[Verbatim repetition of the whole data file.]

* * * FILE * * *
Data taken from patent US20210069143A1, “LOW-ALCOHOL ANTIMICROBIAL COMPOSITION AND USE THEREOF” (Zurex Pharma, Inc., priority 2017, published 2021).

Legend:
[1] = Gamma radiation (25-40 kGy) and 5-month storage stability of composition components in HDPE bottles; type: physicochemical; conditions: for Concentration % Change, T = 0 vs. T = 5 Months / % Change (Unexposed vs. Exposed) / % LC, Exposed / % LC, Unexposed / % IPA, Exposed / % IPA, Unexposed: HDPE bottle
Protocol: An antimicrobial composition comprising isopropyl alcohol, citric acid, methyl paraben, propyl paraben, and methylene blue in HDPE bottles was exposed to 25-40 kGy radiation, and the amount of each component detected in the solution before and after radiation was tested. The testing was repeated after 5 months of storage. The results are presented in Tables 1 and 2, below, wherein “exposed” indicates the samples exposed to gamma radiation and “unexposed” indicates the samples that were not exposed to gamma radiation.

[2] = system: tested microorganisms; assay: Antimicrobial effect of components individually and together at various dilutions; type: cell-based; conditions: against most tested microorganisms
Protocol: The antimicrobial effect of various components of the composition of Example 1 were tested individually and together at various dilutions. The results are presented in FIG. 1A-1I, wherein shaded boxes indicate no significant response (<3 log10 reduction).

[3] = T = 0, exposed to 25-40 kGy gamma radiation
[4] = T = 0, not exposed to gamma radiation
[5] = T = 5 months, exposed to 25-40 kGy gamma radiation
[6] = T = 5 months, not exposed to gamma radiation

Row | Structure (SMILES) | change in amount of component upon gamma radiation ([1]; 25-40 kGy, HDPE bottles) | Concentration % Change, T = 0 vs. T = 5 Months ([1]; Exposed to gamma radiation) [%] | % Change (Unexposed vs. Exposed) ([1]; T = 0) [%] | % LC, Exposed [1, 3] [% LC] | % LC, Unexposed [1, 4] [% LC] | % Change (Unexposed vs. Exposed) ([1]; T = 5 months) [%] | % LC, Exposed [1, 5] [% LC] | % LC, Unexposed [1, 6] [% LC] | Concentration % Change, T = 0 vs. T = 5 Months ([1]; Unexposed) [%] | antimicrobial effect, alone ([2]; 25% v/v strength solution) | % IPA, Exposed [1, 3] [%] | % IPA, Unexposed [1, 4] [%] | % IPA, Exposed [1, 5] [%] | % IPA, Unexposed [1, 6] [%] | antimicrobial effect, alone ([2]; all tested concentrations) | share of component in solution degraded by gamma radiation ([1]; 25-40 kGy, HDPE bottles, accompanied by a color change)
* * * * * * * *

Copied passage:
Data taken from patent US20210069143A1, “LOW-ALCOHOL ANTIMICROBIAL COMPOSITION AND USE THEREOF” (Zurex Pharma, Inc., priority 2017, published 2021).

Legend:
[1] = Gamma radiation (25-40 kGy) and 5-month storage stability of composition components in HDPE bottles; type: physicochemical; conditions: for Concentration % Change, T = 0 vs. T = 5 Months / % Change (Unexposed vs. Exposed) / % LC, Exposed / % LC, Unexposed / % IPA, Exposed / % IPA, Unexposed: HDPE bottle
Protocol: An antimicrobial composition comprising isopropyl alcohol, citric acid, methyl paraben, propyl paraben, and methylene blue in HDPE bottles was exposed to 25-40 kGy radiation, and the amount of each component detected in the solution before and after radiation was tested. The testing was repeated after 5 months of storage. The results are presented in Tables 1 and 2, below, wherein “exposed” indicates the samples exposed to gamma radiation and “unexposed” indicates the samples that were not exposed to gamma radiation.

[2] = system: tested microorganisms; assay: Antimicrobial effect of components individually and together at various dilutions; type: cell-based; conditions: against most tested microorganisms
Protocol: The antimicrobial effect of various components of the composition of Example 1 were tested individually and together at various dilutions. The results are presented in FIG. 1A-1I, wherein shaded boxes indicate no significant response (<3 log10 reduction).

[3] = T = 0, exposed to 25-40 kGy gamma radiation
[4] = T = 0, not exposed to gamma radiation
[5] = T = 5 months, exposed to 25-40 kGy gamma radiation
[6] = T = 5 months, not exposed to gamma radiation

Row | Structure (SMILES) | change in amount of component upon gamma radiation ([1]; 25-40 kGy, HDPE bottles) | Concentration % Change, T = 0 vs. T = 5 Months ([1]; Exposed to gamma radiation) [%] | % Change (Unexposed vs. Exposed) ([1]; T = 0) [%] | % LC, Exposed [1, 3] [% LC] | % LC, Unexposed [1, 4] [% LC] | % Change (Unexposed vs. Exposed) ([1]; T = 5 months) [%] | % LC, Exposed [1, 5] [% LC] | % LC, Unexposed [1, 6] [% LC] | Concentration % Change, T = 0 vs. T = 5 Months ([1]; Unexposed) [%] | antimicrobial effect, alone ([2]; 25% v/v strength solution) | % IPA, Exposed [1, 3] [%] | % IPA, Unexposed [1, 4] [%] | % IPA, Exposed [1, 5] [%] | % IPA, Unexposed [1, 6] [%] | antimicrobial effect, alone ([2]; all tested concentrations) | share of component in solution degraded by gamma radiation ([1]; 25-40 kGy, HDPE bottles, accompanied by a color change)